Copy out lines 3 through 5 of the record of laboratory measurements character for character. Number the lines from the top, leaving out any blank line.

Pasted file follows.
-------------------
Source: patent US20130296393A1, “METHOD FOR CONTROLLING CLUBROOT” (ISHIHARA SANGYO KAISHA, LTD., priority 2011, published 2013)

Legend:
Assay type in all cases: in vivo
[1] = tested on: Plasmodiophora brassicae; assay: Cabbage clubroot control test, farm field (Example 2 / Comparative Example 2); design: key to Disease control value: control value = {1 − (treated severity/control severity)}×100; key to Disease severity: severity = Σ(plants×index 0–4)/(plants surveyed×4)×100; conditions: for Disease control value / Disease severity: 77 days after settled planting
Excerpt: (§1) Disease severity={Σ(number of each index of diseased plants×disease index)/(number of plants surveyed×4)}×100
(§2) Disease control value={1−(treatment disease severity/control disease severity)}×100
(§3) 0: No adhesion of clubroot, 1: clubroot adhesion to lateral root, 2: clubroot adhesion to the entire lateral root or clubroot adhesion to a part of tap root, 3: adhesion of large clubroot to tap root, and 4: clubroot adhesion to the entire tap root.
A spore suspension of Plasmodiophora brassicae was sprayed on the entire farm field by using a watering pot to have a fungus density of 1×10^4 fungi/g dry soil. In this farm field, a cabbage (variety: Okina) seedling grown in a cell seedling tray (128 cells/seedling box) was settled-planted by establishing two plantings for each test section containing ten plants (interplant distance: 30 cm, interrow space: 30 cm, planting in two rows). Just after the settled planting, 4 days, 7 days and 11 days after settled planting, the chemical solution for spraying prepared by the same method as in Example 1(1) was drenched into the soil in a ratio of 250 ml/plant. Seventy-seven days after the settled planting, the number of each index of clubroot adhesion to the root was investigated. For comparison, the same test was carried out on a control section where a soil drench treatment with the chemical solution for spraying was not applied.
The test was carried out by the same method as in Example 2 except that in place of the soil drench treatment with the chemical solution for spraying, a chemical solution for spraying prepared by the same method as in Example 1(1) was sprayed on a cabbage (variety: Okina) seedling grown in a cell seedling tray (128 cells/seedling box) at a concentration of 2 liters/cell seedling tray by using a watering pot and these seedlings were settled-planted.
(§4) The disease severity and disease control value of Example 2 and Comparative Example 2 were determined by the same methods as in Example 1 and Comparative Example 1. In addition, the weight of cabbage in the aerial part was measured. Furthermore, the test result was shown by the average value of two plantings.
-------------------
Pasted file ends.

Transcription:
Assay type in all cases: in vivo
[1] = tested on: Plasmodiophora brassicae; assay: Cabbage clubroot control test, farm field (Example 2 / Comparative Example 2); design: key to Disease control value: control value = {1 − (treated severity/control severity)}×100; key to Disease severity: severity = Σ(plants×index 0–4)/(plants surveyed×4)×100; conditions: for Disease control value / Disease severity: 77 days after settled planting
Excerpt: (§1) Disease severity={Σ(number of each index of diseased plants×disease index)/(number of plants surveyed×4)}×100